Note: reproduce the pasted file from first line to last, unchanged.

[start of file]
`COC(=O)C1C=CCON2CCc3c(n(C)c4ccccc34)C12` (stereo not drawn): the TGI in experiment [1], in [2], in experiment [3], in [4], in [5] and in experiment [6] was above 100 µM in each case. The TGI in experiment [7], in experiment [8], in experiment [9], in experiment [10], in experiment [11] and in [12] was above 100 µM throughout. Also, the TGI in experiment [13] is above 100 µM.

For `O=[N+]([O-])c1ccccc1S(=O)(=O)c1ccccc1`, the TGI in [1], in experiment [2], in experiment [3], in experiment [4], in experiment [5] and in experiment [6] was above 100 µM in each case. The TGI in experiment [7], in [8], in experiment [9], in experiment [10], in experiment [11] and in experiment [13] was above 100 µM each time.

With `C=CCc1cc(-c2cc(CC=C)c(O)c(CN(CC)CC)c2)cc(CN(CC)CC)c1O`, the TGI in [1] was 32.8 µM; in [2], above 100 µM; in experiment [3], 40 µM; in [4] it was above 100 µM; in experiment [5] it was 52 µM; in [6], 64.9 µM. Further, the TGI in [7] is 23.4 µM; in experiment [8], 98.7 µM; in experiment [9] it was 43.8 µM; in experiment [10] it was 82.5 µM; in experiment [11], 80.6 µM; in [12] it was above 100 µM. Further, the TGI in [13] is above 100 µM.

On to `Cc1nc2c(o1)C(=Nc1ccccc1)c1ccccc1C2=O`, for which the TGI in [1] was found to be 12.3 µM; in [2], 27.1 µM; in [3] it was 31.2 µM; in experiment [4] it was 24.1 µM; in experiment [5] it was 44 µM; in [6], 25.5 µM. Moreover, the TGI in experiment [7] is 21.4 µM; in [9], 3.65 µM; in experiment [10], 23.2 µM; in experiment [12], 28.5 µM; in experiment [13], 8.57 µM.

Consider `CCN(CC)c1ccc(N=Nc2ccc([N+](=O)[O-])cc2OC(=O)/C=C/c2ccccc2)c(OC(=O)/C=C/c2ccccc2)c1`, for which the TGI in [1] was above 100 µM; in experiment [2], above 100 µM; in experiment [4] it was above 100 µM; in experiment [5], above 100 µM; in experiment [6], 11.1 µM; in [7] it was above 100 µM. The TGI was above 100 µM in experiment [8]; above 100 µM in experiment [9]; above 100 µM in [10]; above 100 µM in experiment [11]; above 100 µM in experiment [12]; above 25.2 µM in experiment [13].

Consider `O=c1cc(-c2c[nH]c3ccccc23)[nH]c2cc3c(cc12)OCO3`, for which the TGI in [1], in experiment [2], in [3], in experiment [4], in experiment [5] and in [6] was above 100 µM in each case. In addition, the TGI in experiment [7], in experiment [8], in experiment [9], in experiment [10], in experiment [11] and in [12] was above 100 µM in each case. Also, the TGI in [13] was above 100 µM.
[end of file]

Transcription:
`COC(=O)C1C=CCON2CCc3c(n(C)c4ccccc34)C12` (stereo not drawn): the TGI in experiment [1], in [2], in experiment [3], in [4], in [5] and in experiment [6] was above 100 µM in each case. The TGI in experiment [7], in experiment [8], in experiment [9], in experiment [10], in experiment [11] and in [12] was above 100 µM throughout. Also, the TGI in experiment [13] is above 100 µM.

For `O=[N+]([O-])c1ccccc1S(=O)(=O)c1ccccc1`, the TGI in [1], in experiment [2], in experiment [3], in experiment [4], in experiment [5] and in experiment [6] was above 100 µM in each case. The TGI in experiment [7], in [8], in experiment [9], in experiment [10], in experiment [11] and in experiment [13] was above 100 µM each time.

With `C=CCc1cc(-c2cc(CC=C)c(O)c(CN(CC)CC)c2)cc(CN(CC)CC)c1O`, the TGI in [1] was 32.8 µM; in [2], above 100 µM; in experiment [3], 40 µM; in [4] it was above 100 µM; in experiment [5] it was 52 µM; in [6], 64.9 µM. Further, the TGI in [7] is 23.4 µM; in experiment [8], 98.7 µM; in experiment [9] it was 43.8 µM; in experiment [10] it was 82.5 µM; in experiment [11], 80.6 µM; in [12] it was above 100 µM. Further, the TGI in [13] is above 100 µM.

On to `Cc1nc2c(o1)C(=Nc1ccccc1)c1ccccc1C2=O`, for which the TGI in [1] was found to be 12.3 µM; in [2], 27.1 µM; in [3] it was 31.2 µM; in experiment [4] it was 24.1 µM; in experiment [5] it was 44 µM; in [6], 25.5 µM. Moreover, the TGI in experiment [7] is 21.4 µM; in [9], 3.65 µM; in experiment [10], 23.2 µM; in experiment [12], 28.5 µM; in experiment [13], 8.57 µM.

Consider `CCN(CC)c1ccc(N=Nc2ccc([N+](=O)[O-])cc2OC(=O)/C=C/c2ccccc2)c(OC(=O)/C=C/c2ccccc2)c1`, for which the TGI in [1] was above 100 µM; in experiment [2], above 100 µM; in experiment [4] it was above 100 µM; in experiment [5], above 100 µM; in experiment [6], 11.1 µM; in [7] it was above 100 µM. The TGI was above 100 µM in experiment [8]; above 100 µM in experiment [9]; above 100 µM in [10]; above 100 µM in experiment [11]; above 100 µM in experiment [12]; above 25.2 µM in experiment [13].

Consider `O=c1cc(-c2c[nH]c3ccccc23)[nH]c2cc3c(cc12)OCO3`, for which the TGI in [1], in experiment [2], in [3], in experiment [4], in experiment [5] and in [6] was above 100 µM in each case. In addition, the TGI in experiment [7], in experiment [8], in experiment [9], in experiment [10], in experiment [11] and in [12] was above 100 µM in each case. Also, the TGI in [13] was above 100 µM.